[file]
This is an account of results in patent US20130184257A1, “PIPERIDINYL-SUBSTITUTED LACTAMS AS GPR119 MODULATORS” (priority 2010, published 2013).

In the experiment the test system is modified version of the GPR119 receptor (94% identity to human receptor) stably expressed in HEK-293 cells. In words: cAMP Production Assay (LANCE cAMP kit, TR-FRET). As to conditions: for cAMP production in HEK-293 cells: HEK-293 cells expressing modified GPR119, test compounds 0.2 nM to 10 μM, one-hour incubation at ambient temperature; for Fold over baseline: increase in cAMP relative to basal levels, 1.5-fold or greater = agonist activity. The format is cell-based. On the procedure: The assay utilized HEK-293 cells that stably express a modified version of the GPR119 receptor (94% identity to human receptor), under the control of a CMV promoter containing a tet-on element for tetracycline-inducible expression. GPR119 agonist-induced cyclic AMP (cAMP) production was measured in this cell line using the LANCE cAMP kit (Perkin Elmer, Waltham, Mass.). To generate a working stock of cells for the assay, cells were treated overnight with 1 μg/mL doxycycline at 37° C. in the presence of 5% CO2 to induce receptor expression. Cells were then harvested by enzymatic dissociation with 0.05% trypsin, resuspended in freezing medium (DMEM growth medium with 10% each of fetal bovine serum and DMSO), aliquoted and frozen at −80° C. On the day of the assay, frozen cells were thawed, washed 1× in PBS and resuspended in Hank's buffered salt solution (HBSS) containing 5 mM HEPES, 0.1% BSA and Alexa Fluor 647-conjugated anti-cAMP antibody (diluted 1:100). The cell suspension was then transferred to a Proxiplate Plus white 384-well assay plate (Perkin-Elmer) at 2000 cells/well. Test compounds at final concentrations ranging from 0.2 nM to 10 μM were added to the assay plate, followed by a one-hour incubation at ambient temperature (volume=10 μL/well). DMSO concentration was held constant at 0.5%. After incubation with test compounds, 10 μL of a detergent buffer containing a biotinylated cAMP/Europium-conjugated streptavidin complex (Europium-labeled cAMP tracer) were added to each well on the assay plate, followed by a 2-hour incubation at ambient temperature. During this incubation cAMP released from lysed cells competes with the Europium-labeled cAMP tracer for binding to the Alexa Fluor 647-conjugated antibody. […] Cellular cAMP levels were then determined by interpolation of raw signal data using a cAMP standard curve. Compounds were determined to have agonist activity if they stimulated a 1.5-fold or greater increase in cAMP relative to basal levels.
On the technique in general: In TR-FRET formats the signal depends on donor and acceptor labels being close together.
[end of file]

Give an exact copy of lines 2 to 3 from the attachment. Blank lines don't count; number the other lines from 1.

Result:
In the experiment the test system is modified version of the GPR119 receptor (94% identity to human receptor) stably expressed in HEK-293 cells. In words: cAMP Production Assay (LANCE cAMP kit, TR-FRET). As to conditions: for cAMP production in HEK-293 cells: HEK-293 cells expressing modified GPR119, test compounds 0.2 nM to 10 μM, one-hour incubation at ambient temperature; for Fold over baseline: increase in cAMP relative to basal levels, 1.5-fold or greater = agonist activity. The format is cell-based. On the procedure: The assay utilized HEK-293 cells that stably express a modified version of the GPR119 receptor (94% identity to human receptor), under the control of a CMV promoter containing a tet-on element for tetracycline-inducible expression. GPR119 agonist-induced cyclic AMP (cAMP) production was measured in this cell line using the LANCE cAMP kit (Perkin Elmer, Waltham, Mass.). To generate a working stock of cells for the assay, cells were treated overnight with 1 μg/mL doxycycline at 37° C. in the presence of 5% CO2 to induce receptor expression. Cells were then harvested by enzymatic dissociation with 0.05% trypsin, resuspended in freezing medium (DMEM growth medium with 10% each of fetal bovine serum and DMSO), aliquoted and frozen at −80° C. On the day of the assay, frozen cells were thawed, washed 1× in PBS and resuspended in Hank's buffered salt solution (HBSS) containing 5 mM HEPES, 0.1% BSA and Alexa Fluor 647-conjugated anti-cAMP antibody (diluted 1:100). The cell suspension was then transferred to a Proxiplate Plus white 384-well assay plate (Perkin-Elmer) at 2000 cells/well. Test compounds at final concentrations ranging from 0.2 nM to 10 μM were added to the assay plate, followed by a one-hour incubation at ambient temperature (volume=10 μL/well). DMSO concentration was held constant at 0.5%. After incubation with test compounds, 10 μL of a detergent buffer containing a biotinylated cAMP/Europium-conjugated streptavidin complex (Europium-labeled cAMP tracer) were added to each well on the assay plate, followed by a 2-hour incubation at ambient temperature. During this incubation cAMP released from lysed cells competes with the Europium-labeled cAMP tracer for binding to the Alexa Fluor 647-conjugated antibody. […] Cellular cAMP levels were then determined by interpolation of raw signal data using a cAMP standard curve. Compounds were determined to have agonist activity if they stimulated a 1.5-fold or greater increase in cAMP relative to basal levels.
On the technique in general: In TR-FRET formats the signal depends on donor and acceptor labels being close together.